Tensions have risen further after the Chinese air force sent fighter jets into a controversial new air defence zone on Thursday, following US, Japanese and Korean military flights in the same disputed area over the East China Sea.
China sent several fighter jets and an early warning aircraft into its new air defence zone over the East China Sea on Thursday, raising the stakes in a standoff with the United States, Japan and South Korea.
Japan and South Korea also flew military aircraft through the zone on Thursday while Washington sent two unarmed B-52 bombers into the airspace earlier this week in a sign of support for its ally Japan. None of those aircraft informed Beijing.
Conflicting airspaces in China Sea
“China announced on Saturday this new air identification zone, suddenly expanding its airspace and demanding that aircraft flying through notify Chinese authorities of their route in advance,” said FRANCE 24’s Tokyo correspondent Gavin Blair.
He added that the zone covered the disputed Diaoyu/Sengagku Islands, which made its designation a provocative move.
The Chinese patrol mission was “a defensive measure and in line with international common practices”, the official news agency Xinhua cited air force spokesman Shen Jinke as saying.
“China’s air force is on high alert and will take measures to deal with diverse air threats to firmly protect the security of the country’s airspace,” Shen added.
Ties between China and Japan have been strained for months by the dispute over the islands in the East China Sea, called the Diaoyu by China and the Senkaku by Japan. Washington does not take a position on the sovereignty of the islands but recognises Tokyo’s administrative control and says the US-Japan security pact applies to them.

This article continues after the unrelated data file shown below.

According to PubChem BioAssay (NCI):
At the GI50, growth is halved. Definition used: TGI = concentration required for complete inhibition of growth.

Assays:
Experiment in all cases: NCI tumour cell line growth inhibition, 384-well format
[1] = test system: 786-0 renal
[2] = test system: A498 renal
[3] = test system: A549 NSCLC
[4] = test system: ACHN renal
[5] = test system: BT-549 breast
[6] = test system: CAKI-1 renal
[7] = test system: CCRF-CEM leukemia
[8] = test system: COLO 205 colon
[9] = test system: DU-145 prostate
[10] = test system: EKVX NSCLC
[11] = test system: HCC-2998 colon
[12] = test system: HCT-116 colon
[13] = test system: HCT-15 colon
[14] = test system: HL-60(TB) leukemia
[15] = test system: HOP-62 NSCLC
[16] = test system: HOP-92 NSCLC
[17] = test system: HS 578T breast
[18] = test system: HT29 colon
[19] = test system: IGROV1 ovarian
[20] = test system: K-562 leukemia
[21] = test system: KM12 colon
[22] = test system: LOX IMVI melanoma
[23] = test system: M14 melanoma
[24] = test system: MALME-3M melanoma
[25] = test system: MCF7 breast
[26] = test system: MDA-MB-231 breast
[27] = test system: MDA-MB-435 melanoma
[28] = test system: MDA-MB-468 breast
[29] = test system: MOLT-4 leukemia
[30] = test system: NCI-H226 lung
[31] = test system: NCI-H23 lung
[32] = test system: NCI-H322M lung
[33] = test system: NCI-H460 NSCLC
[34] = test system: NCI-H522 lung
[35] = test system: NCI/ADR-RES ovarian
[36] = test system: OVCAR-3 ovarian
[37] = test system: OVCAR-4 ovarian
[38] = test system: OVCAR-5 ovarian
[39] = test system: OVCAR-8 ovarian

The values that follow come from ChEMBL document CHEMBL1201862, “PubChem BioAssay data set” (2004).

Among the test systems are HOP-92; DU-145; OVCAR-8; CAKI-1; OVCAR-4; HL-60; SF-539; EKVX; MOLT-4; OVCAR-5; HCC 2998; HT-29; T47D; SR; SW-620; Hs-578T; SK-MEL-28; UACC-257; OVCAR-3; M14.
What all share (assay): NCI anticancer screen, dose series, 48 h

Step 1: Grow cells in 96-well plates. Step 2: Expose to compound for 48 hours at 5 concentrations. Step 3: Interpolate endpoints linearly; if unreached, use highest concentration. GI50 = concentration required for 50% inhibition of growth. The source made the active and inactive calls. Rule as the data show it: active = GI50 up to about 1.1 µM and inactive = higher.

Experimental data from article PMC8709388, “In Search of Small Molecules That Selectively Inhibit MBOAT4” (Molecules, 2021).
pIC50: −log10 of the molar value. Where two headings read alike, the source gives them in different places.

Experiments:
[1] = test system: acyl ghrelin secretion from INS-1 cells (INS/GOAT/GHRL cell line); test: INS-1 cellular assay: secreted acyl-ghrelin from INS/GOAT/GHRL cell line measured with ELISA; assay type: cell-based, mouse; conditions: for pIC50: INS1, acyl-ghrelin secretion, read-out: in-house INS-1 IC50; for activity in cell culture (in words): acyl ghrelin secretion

China’s Foreign Ministry said on Thursday that since the zone came into force there had been no impact on the safe operation of international civilian flights, although it added that China “hoped” airlines would cooperate.
Japan’s two biggest airlines have defied the identification order since Wednesday at the request of the Japanese government.
FRANCE 24’s Blair said the latest Chinese air patrols represented “an escalation in the region and the biggest danger with all this sabre-rattling going on would be an accidental collision in the area between aircraft”.
Although there are risks of a confrontation in the zone, US and Chinese military officials have stepped up communication with each other in recent years and are in regular contact to avoid accidental clashes.
US Vice President Joe Biden is visiting China, Japan and South Korea next week, and will try to diffuse tensions over the issue, senior U.S. administration officials said.
The Global Times, an influential tabloid published by the ruling Communist Party’s official People’s Daily newspaper, praised the government for its calm response in the face of “provocations”, saying China would not target the United States in the zone as long as it “does not go too far”.
But it warned Japan it could expect a robust response if it continued to fly military aircraft in the zone.
(FRANCE 24 with Reuters)
Date created : 2013-11-29